As part of the global push to tax the rich, Britain is now debating an “emergency” wealth tax. But the idea has hit fierce opposition from conservatives, who say the “politics of envy” hasn’t made the country rich.
Deputy Prime Minster Nick Clegg, leader of the Liberal-Democrat Party, has proposed a one-time tax on the wealth (rather than the incomes) of high-net-worth Britons. The details aren’t clear, but Clegg says the country is facing an economic war caused by a prolonged recession, and needs to tax the rich in order to avoid social unrest.
Volume on the NYSE was like holiday trading as the market remains hostage to Mr Berschmucke on Friday. Everything on service continues to act admirably and not adding unless something really shows up. With light volume, tough to find anything. See you in the morning.
Dallas Fed President Fisher states last meeting mixed and Fed relying on key data in September; says markets addicted to QE and seeing negative effects from this; says monetary policy lulls Politicians to sleep to do work on fiscal side which is the bigger need.
Researchers found persistent users of the drug, who started smoking it at school, had lower IQ scores as adults. They were also significantly more likely to have attention and memory problems in later life, than their peers who abstained.
Ever since the current bull market began in early 2009, the most oft-cited criticism is that volume has been weak. Even the most casual market observer has heard the complaint that rallies on light volume are unsustainable, and in effect, don’t count. The argument sounds good in theory, but followers of this logic would have essentially missed out on what is now the ninth strongest and longest bull market (and more) in the history of the S&P 500.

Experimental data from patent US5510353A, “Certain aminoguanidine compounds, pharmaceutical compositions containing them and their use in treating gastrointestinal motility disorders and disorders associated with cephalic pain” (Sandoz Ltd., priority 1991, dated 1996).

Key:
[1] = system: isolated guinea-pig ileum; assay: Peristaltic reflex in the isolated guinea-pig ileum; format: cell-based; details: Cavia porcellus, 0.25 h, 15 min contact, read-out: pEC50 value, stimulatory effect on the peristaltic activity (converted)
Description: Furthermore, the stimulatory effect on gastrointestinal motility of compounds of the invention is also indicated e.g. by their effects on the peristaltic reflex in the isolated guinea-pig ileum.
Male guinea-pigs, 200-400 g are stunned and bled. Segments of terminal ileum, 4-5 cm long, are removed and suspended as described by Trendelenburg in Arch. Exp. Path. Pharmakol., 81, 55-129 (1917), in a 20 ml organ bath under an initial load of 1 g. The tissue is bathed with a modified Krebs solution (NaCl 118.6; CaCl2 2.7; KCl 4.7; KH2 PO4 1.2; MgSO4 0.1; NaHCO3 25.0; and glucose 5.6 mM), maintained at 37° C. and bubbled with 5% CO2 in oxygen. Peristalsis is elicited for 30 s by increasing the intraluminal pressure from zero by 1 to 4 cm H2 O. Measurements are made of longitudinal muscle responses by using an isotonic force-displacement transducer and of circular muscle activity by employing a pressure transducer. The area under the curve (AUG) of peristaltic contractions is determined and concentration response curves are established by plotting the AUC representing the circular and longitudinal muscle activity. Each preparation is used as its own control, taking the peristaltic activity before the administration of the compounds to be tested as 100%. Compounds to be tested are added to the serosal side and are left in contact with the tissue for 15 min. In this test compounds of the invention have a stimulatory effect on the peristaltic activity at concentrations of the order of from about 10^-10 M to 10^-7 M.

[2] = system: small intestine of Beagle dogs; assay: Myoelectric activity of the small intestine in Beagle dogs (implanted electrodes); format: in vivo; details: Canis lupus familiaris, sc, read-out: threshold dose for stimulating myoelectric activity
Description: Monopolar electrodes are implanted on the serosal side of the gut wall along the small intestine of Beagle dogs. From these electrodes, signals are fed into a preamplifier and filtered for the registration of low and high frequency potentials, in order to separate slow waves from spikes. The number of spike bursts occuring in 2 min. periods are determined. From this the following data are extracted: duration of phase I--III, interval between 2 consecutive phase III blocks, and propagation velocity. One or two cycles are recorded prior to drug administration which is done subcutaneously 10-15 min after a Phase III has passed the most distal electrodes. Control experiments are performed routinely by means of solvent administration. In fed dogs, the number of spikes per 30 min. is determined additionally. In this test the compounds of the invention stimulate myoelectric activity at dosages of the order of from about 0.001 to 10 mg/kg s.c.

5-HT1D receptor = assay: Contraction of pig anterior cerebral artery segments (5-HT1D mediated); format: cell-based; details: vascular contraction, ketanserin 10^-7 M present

Nokia Oyj (NOK1V) and Microsoft Corp. (MSFT), both looking to increase U.S. sales of smartphones, stand to get a much-needed boost as Samsung Electronics Co. (005930) products face a possible ban and handset makers come under pressure to consider alternatives to Google Inc. (GOOG)’s Android software.
A federal jury awarded Apple Inc. (AAPL) more than $1 billion on Aug. 24, saying Samsung infringed on six of seven patents for mobile devices. U.S. District Judge Lucy Koh will weigh Apple’s request for a ban on U.S. sales of some devices from Samsung, the dominant maker of Android phones, next month. Some Android- equipment makers may turn to platforms such as Microsoft’s Windows 8 to avoid a similar trip to court, said Carolina Milanesi of the research firm Gartner Inc. (IT)
Samsung Electronics Co. plunged the most in almost four years, wiping out more than $12 billion in market value, on concern some devices may be banned in the U.S. after a jury said it violated Apple Inc. (AAPL) patents.
Samsung plummeted 7.5 percent after a California court on Aug. 24 ruled the world’s biggest handset maker infringed six of seven patents. Jurors said the Suwon, South Korea-based company must pay more than $1 billion in damages in the first lawsuit between the dominant global smartphone rivals to go before a U.S. jury.